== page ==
Although there are plenty of grandparents raising their grandchildren in person, long distance grandparenting is more common than it used to be. AARP reported in 2002 that about 50 percent of grandparents live more than 200 miles from their grandchildren.The average distance may have increased for several reasons: Grandparents often retire and move to warmer climates, parents are transferred all over the country and sometimes overseas because of their careers, and grandchildren spend time away during part of the year if mom and dad are split up.Grandparents, like Dr. Geri Foxs mother, are learning to adjust and bonding is happening from afar. Fox, a professor of clinical psychiatry at the University of Illinois and a member of the American Academy of Child & Adolescent Psychiatry, gives credit to her artist-mom for her daughters flourishing interest in art. Foxs mom cheered on her granddaughter's artistic flair by having the illustrations that her granddaughter mailed to her reproduced onto T-shirts and stationary."My daughter really felt that her art was encouraged and valued, and she is now doing art in college," says Dr. Fox.There are many other examples and ideas. Here are some offered through AARP.org (from Grandparents.com) and The National Long Distance Building Relationship Institute.
Get Online and Get Connected
Phone calls and cards are ways to let your grandchildren know you care and that you remember their birthday and other special occasions. However, being on the phone is a bit old fashioned. Today's communication involves email, texting and Skype.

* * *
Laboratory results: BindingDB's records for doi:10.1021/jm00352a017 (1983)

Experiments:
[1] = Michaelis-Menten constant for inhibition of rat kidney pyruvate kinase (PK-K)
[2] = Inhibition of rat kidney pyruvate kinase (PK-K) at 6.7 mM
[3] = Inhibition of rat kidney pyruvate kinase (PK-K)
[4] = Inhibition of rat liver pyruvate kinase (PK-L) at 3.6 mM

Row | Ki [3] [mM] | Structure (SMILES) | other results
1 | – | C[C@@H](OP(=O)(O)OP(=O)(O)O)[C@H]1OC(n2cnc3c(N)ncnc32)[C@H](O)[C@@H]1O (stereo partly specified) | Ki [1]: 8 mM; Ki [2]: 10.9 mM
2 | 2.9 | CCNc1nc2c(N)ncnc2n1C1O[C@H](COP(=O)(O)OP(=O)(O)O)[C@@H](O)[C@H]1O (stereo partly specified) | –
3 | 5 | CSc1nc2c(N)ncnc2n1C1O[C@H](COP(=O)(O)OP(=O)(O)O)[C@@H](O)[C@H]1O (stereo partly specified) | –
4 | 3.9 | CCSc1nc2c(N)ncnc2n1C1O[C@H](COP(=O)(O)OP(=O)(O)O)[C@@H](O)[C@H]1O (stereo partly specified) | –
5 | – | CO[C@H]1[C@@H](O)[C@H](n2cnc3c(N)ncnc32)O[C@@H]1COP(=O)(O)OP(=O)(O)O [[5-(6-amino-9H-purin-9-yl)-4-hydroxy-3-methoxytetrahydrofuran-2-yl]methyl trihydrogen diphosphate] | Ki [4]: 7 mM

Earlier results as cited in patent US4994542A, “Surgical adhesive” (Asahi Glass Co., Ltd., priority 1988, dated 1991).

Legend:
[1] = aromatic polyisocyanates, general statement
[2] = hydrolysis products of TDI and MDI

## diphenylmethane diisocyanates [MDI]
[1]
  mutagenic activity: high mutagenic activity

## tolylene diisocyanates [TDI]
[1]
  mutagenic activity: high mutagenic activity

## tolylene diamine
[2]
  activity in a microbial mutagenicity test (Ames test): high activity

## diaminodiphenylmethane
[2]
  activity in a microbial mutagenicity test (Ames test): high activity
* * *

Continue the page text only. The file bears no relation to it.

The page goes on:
Your grandchildren are most likely on social networking sites like Facebook and MySpace. Most sites require children be 13, but parents can help hook you up with your younger grandchildren online. On these sites you can check out their friends, keep up with their daily lives, and send them messages if theyre cool with having their grandparent as a "friend."
Other online options for bonding with your grandchildren include:
- Forward sites you think they may be interested in like ones on photography if they love taking pictures.
- Play 20 questions similar to asking their favorite TV show and why. Share your answers also.
- Start a book club using Skype. Make sure to discuss books popular in her/his age group. Youll probably find you love her books as well.
- Share recipes and cook them while you chat on Skype.
Gaming and fantasy sports are also popular. If you're not sure how to play, ask your grandchild and s/he will love teaching grandma or grandpa about their online world. You can also challenge your grandchildren to online fun like sudoku, word jumbles, jigsaw puzzles, TV game shows like Jeopardy and Wheel of Fortune, and board games of checkers and chess.
Options Beyond OnlineThere are just as many offline opportunities for bonding with your grandchildren. If you prefer the phone, make it fun for them to talk with you. Send a treat and have your son or daughter hide it somewhere in their house. Over the phone, give your grandchild hints to find it. Choose a day to do the same thing like "do something nice for someone" day and call to tell each other what you did and how you felt about it. Send an instructional video of something you both want to learn and work towards that goal from a distance but together.Children love thoughtful gifts that are personalized for them. Ideas include: Sew a quilt that includes their favorite baby blanket, squares from well-worn sports, camp and concert T-shirts, and photos of them and their artwork transferred to the squares. Make a book about their life so far, make up a story about them and illustrate it, or send a recipe book you put together if they love cooking. Share family history about relatives they want to know about. Keep a journal and both of you can add pages about what you learn when interviewing aunts, uncles and others. Find unique gifts that fit their interests like having a star named after your grandchild if they love the night sky.